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It is completely reasonable. The game is supposed to be light on content and bug free. That is what was sold. It is not supposed to be incomplete and buggy. Incomplete yes, buggy no.
Despite Ryan's caveats that things might be rocky, that was the pitch given to everyone about EE - that it would be feature-incomplete, but the core systems would work and be fully playable.
Audoucet makes a great point as well that while EE is being sold as "hey, it's NOT done, but you can see us make progress" - the price-point and fact that it's charging a subscription are going to look like a "head-start" to MANY people who will buy it, be shocked at the incomplete and buggy state, and word of mouth will bury any interest in PFO such that it will need to be renamed before a successful OE launch would be possible.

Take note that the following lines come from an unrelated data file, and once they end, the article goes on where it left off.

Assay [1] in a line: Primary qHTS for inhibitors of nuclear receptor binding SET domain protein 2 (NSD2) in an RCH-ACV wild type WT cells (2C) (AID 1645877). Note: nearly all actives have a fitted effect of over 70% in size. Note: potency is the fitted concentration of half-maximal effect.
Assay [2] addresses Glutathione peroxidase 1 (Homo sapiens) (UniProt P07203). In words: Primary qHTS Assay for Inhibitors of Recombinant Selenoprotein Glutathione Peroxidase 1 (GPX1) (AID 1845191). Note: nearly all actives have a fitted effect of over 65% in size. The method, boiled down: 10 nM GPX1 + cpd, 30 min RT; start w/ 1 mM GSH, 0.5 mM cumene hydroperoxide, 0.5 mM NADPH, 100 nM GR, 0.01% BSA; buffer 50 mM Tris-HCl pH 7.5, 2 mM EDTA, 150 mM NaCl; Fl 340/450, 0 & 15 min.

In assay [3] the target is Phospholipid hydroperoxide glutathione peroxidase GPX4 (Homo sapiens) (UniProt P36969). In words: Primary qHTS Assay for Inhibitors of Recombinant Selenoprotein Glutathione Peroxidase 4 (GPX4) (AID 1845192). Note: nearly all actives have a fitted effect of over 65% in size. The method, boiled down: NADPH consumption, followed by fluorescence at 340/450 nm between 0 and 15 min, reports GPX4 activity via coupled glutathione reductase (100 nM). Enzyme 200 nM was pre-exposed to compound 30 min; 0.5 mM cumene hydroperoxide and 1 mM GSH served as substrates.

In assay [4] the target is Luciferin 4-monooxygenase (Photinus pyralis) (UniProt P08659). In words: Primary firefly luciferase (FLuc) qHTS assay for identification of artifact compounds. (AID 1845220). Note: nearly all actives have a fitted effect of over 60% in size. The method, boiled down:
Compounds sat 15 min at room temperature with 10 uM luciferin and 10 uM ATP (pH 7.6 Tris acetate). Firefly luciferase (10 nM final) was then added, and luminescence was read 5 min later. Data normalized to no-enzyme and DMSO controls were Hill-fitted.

Also, when I spoke of people showing people the game and getting disinterest as a response, I am talking about people who are VERY involved in PFO who are planning on playing at launch, and still have trouble getting new players interested. I'm also speaking of my own experience wherein I sold the hell out of PFO for 3-4 months and no one that I showed it to was at all interested. Many of them were turned off entirely, not believing that what they saw now could EVER become something special. Part of that is that PFO is SO much earlier in development than almost any other game that's been seen by the public (and now I understand why most developers refuse to let players see their games so early in development).
We can stand around and point out how the EE isn't for everyone and it's been said since the start and stand on principles, etc, etc, but reality is that there are a lot of non-active (don't read the forums) purchasers who are going to enter with vastly different expectations of the game and their reviews are not going to be positive, and could do enough damage to the reputation of PFO that it has trouble ever attracting a decent population of players.